Please check out the references that follow if you would like to know more about Maxo Vanka, the church, Croatia, or World War I. And as with my first book, I wish to thank the countless people that helped me along the way (see acknowledgments in the book), the gracious hospitality of people from all over Croatia – the gallery docents, the tourism directors, the hoteliers, the waitstaff – for making us so welcome, and the people here at home: librarians, family and friends of Maxo Vanka, and my own family and friends.

More About Maxo Vanka and Croatia

Louis Adamic wrote prolifically in the early 20th Century, both fiction and nonfiction. In whatever form, his books give a good appreciation of conditions in what was then Yugoslavia, and in some parts, apocryphally describe Maxo Vanka’s life. The Michener Museum’s exhibition program of Vanka’s works provides an excellent chronology of the artist’s life and lends understanding to the drivers behind his work.  You can visit Vanka’s Millvale Murals at the first two websites listed below.

Adamic, Louis.

  • Cradle of Life. New York and London: Harper and Brothers, 1936
  • The Native’s Return: An American Immigrant Visits Yugoslavia and Discovers His Old Country. New York and London: Harper and Brothers, 1934.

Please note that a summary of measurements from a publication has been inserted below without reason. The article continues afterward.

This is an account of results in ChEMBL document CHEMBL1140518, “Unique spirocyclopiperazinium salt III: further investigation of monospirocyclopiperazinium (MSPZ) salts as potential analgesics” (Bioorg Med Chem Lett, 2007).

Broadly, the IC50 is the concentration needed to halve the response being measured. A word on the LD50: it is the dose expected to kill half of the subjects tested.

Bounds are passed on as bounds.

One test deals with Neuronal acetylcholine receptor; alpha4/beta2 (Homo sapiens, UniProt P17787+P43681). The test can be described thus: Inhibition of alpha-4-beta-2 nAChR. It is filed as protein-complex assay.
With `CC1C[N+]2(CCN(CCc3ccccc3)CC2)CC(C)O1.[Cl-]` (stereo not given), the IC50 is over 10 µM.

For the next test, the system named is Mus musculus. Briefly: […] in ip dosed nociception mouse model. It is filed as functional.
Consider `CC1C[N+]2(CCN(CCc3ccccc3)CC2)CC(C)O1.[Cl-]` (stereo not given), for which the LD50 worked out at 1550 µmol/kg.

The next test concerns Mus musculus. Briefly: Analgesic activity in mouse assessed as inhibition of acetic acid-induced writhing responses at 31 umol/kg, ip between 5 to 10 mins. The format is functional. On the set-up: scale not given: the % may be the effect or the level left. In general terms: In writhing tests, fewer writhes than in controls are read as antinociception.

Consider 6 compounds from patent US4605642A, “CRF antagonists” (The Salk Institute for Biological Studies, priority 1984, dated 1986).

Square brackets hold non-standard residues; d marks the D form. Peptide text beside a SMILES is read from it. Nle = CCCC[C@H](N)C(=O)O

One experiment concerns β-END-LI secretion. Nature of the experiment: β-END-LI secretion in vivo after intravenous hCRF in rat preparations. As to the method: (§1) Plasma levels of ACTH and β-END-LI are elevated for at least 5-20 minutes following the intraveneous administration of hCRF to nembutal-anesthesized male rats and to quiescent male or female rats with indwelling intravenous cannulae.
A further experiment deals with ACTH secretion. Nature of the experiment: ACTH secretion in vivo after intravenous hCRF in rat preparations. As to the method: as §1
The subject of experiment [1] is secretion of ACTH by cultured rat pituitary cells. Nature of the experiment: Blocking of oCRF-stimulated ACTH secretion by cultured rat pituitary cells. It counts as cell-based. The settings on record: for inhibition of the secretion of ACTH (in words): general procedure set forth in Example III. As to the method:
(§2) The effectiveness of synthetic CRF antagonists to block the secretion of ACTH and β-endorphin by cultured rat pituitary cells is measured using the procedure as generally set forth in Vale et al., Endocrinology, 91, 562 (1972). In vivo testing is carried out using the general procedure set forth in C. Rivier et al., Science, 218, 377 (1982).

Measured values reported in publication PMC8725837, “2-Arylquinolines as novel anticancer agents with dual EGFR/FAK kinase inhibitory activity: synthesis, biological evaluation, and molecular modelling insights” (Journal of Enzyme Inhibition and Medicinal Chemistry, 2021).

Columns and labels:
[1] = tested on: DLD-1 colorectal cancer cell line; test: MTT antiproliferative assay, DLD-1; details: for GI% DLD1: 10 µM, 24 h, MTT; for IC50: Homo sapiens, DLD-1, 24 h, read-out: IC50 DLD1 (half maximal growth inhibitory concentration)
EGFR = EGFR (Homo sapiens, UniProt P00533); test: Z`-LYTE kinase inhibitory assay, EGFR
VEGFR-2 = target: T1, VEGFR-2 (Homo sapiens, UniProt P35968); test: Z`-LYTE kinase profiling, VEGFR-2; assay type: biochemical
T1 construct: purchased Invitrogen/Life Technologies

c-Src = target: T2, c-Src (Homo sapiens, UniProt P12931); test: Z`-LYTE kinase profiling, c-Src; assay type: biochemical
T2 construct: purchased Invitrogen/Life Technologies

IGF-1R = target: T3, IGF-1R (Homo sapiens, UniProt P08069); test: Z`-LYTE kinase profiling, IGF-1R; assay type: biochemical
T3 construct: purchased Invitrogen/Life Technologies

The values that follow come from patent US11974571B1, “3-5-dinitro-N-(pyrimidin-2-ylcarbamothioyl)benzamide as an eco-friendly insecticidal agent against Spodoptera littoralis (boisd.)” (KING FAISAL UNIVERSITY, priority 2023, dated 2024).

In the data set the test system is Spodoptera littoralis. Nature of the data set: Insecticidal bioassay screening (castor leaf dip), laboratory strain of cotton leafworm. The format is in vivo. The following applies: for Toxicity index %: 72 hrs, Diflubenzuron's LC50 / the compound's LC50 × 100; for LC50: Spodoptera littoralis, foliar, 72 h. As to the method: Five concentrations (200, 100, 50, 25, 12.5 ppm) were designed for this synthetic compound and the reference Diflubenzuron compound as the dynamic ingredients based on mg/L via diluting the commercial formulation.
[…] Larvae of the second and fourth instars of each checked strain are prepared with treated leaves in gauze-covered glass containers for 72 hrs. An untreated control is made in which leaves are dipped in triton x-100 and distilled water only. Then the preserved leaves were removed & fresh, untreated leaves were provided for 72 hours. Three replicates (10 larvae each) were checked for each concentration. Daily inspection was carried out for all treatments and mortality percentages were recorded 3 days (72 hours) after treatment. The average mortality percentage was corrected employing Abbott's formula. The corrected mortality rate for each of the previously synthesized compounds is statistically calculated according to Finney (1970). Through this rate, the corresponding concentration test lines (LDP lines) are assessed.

• My Native Land.  New York and London: Harper and Brothers, 1943.
  • “The Millvale Apparition.” The Harper’s Monthly, April, 1938, pp. 476-485.

James A. Michener Art Museum. The Gift of Sympathy: The Art of Maxo Vanka. Doylestown, PA: Michener Art Museum, 2001.

West, Rebecca. Black Lamb and Grey Falcon: A Journey Through Yugoslavia. New York: Penguin Group,  1969 (originally 1941 by Viking Press).




More About World War I

Since war played such a critical role in the creation of a number of the 1941 murals, I made a particular study to try and learn a little about what Maxo Vanka might have experienced as an ambulance worker in World War I. There are hundreds of books about the Great War, but these are a few that brought it home for me.

Arthur, Max.  Forgotten Voices of the Great War:  A History of World War I in the Words of the Men and Women Who Were There.  Guilford, CN:  The Lyons Press, 2002.

Arthur, Max.  The Faces of World War I:  the Great War in Words and Pictures.  London:  Cassell Illustrated, 2007.

Atkinson, Diane.  Elsie and Mairi Go to War:  Two Extraordinary Women on the Western Front.  New York:  Pegasus Books, 2010.

Doyle, Peter.  British Postcards of the First World War.  Oxford:  Shire Publications, 2010.

Groom, Winston.  A Storm in Flanders.  New York:  Atlantic Monthly Press, 2002.

Hartcup, Guy.  The War of Invention:  Scientific Developments, 1914-18.  London:  Brassey’s Defence Publishers, Ltd., 1988

McDonald, Lyn.  1914-1918 Voices & Images of the Great War.  London:  Michael Joseph Ltd., 1988.

Palmer, Svetlana and Sarah Wallis, Editors.  Intimate Voices from the First World War.  New York:  William Morrow/Harper Collins Publishers, Inc., 2003, and London: Simon and Schuster, 2003.

Neil R Storey.  Women in the First World War.  Oxford:  Shire Publications, 2010.